Namibia: N$900 Million Solar Plant On the Cards

Independent power producer TeraSun Energy is set to invest N$900 million for the construction of a 50-megawatt solar photovoltaic power park.

TeraSun, a subsidiary of Natura Energy, will construct the project under the modified single buyer (MSB) model introduced by the Electricity Control Board (ECB), and approved by Cabinet in April.

According to the ECB, the main change to the current single buyer model is that the MSB will allow transmission electricity consumers and independent power producers (IPPs) to transact with each other directly for the supply of electricity. Transmission customers will now also be able to buy a portion (up to 30%) of their energy requirements directly from a private generator.

In an interview with The Namibian this week, Natura Energy project development team's executive director, Ezio Vernetti, said they are aiming to commence selling electricity to contestable customers by the end of 2020, while construction is expected to kick off during the first quarter of 2020.

The idea is for the company to raise N$900 million on the local Namibian market and internationally to build the power park to supply competitively-priced electricity over the national grid to commercial and institutional, large power users.

Vernetti noted that they have so far invested N$10 million in project development activities.

The park will be situated at Arandis, benefitting from the highest solar irradiation in the country, and allowing competitive power to be generated.

"As a result of this MSB, which we feel is positive for the country, we have decided to structure a new investment, specifically in solar energy, at Arandis. This power park fits perfectly into the context of this model, approved by Cabinet, and will be operational by September. The idea would be to generate electricity and sell to contestable clients, those who are allowed to buy electricity from IPPs," Vernetti explained.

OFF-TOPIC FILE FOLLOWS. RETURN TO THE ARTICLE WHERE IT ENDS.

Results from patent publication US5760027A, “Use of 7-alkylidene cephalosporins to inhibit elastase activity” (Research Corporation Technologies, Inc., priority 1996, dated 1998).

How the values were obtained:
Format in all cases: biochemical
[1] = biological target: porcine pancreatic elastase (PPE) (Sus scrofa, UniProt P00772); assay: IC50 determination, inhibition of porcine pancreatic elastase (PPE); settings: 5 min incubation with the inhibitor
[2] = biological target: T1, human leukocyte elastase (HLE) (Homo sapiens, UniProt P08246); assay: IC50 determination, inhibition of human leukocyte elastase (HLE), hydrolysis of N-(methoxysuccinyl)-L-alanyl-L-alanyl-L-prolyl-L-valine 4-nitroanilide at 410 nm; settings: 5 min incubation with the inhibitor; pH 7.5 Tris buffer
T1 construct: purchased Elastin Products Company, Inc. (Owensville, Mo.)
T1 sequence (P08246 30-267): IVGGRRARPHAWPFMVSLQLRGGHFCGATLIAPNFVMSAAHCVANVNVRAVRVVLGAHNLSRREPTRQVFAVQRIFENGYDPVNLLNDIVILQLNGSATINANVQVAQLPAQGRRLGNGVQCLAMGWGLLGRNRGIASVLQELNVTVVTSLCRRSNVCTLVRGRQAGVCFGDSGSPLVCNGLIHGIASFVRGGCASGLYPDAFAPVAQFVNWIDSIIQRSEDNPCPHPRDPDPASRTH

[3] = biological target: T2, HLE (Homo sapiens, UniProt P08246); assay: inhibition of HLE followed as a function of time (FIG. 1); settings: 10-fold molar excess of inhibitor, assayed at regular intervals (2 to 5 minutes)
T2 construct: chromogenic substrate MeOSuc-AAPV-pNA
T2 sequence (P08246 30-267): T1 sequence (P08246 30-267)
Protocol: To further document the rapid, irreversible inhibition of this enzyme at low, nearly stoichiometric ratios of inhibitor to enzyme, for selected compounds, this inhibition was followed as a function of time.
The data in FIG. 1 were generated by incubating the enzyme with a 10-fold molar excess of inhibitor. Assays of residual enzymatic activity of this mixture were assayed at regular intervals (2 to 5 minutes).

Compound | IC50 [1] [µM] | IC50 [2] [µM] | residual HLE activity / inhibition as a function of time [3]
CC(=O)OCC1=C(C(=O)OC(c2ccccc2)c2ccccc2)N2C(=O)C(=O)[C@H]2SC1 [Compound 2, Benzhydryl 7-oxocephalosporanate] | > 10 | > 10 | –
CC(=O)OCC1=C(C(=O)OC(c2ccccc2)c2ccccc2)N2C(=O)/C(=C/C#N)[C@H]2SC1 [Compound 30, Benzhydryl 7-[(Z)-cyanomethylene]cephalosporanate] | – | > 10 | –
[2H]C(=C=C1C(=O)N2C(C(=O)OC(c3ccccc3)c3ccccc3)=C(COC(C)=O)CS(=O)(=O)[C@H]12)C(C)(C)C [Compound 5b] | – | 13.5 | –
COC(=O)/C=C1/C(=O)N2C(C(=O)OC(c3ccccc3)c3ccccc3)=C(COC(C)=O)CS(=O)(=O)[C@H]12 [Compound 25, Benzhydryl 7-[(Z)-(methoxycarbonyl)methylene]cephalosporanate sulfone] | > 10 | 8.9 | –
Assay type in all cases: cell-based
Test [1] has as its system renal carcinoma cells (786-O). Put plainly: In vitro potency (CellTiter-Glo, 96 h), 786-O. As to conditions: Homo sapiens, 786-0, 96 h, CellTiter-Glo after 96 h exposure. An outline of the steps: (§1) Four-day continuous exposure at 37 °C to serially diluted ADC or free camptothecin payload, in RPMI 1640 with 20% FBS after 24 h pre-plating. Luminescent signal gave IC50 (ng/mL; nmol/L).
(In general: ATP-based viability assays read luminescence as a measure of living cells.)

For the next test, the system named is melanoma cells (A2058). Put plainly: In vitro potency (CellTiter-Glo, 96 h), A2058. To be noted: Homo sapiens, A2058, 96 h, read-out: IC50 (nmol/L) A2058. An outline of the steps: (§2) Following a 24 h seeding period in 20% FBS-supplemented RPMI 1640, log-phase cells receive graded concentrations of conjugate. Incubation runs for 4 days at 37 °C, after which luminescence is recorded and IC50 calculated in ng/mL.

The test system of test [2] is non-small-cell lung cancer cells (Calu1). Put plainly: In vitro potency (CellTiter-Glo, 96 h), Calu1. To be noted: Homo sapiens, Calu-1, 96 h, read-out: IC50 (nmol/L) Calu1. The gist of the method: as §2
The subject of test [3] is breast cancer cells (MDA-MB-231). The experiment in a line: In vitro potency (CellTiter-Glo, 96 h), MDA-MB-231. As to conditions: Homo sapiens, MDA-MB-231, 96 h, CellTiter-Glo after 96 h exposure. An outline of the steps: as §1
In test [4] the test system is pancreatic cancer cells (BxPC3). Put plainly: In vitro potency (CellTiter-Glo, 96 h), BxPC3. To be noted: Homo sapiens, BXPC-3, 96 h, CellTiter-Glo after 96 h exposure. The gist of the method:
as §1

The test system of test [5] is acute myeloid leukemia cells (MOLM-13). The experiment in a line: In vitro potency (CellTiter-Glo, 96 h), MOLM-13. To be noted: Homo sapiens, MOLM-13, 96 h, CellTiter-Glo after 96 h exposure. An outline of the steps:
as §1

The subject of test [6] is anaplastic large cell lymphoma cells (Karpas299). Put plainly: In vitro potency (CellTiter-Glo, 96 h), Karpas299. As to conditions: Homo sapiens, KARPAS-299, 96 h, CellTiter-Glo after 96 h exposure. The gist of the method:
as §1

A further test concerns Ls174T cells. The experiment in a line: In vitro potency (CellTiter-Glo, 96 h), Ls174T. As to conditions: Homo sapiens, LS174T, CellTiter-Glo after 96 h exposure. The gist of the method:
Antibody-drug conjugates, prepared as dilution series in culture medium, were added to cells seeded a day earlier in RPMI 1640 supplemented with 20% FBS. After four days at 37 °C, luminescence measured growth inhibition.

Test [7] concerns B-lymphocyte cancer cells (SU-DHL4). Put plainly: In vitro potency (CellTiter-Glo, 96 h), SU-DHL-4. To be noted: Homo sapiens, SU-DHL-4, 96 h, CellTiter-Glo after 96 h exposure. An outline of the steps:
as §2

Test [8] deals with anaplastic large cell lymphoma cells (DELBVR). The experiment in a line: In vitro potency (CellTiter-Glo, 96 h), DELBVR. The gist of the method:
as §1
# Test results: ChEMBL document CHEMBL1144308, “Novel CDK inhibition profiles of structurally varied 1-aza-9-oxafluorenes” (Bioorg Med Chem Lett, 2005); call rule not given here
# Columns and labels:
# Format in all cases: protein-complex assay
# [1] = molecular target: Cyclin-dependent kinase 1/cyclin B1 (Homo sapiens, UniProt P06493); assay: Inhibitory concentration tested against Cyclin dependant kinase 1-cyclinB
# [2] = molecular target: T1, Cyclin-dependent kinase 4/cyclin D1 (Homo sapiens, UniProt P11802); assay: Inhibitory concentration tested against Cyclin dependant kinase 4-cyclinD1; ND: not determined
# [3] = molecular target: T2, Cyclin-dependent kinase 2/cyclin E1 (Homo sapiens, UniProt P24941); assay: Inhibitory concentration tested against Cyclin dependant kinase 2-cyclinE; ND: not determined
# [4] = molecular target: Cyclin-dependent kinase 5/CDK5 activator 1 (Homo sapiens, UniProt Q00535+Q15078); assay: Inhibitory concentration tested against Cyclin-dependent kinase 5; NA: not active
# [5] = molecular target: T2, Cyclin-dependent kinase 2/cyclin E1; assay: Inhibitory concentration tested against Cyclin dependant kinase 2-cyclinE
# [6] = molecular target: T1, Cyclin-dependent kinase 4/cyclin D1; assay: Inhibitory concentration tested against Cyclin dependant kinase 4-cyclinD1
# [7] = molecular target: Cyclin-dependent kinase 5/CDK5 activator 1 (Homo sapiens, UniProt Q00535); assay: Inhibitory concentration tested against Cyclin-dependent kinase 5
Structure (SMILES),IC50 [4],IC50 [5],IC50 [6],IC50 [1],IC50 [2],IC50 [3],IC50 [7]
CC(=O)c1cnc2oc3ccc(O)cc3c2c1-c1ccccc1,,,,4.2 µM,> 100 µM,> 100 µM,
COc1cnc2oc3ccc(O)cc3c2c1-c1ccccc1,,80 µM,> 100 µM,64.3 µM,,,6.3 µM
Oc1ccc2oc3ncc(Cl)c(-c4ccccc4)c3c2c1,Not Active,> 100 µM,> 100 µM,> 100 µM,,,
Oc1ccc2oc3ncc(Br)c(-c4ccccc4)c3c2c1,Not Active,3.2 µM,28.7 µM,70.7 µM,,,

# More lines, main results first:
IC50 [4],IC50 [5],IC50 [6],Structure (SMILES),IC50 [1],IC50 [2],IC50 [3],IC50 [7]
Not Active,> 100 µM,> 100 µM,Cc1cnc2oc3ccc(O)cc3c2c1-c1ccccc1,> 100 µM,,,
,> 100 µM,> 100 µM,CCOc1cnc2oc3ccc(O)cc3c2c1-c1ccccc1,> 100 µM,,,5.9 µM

He said in line with this approved policy, IPPs can now sell energy to the regional energy distributors, and to the large transmission connected customers of Nampower, like the City of Windhoek, mines, regional councils, and town councils.

The executive director added that they have finalised the environmental impact assessment (EIA) clearance for a 50MW plant, but they can expand in the future if they wanted to.

"We have enough land to construct a plant of up to 100MW, so we could expand. However, for the moment, we have decided to keep it at 50MW because it is already very large for Namibia, and the EIA clearance is for that, our first phase," he said.

During the construction phase, 60 jobs will be created, while five jobs will be created during operations.

Speaking on the MSB, deputy mines and energy minister Kornelia Shilunga last week said the MSB and the IPP policy are envisioned to increase Namibia's domestic supply, thus reducing the country's import dependency.

Shilunga, who was speaking at the inauguration of another solar plant, said: "With these policy tools, the Ministry of Mines and Energy is working towards liberalising the electricity supply market in Namibia."

On their website, the ECB stated that the MSB will further provide an opportunity for the deployment of new generation technologies, such as battery storage.

"The modified single buyer framework is a new market platform for the electricity industry in Namibia, and it builds incrementally on the existing single buyer (SB) model, representing a modification of the existing market structure," explained the ECB.

The effective date for the MSB is 1 September 2019. However, the ECB is busy finalising the drafting of the regulatory tools for the model, including market rules and wheeling guidelines.

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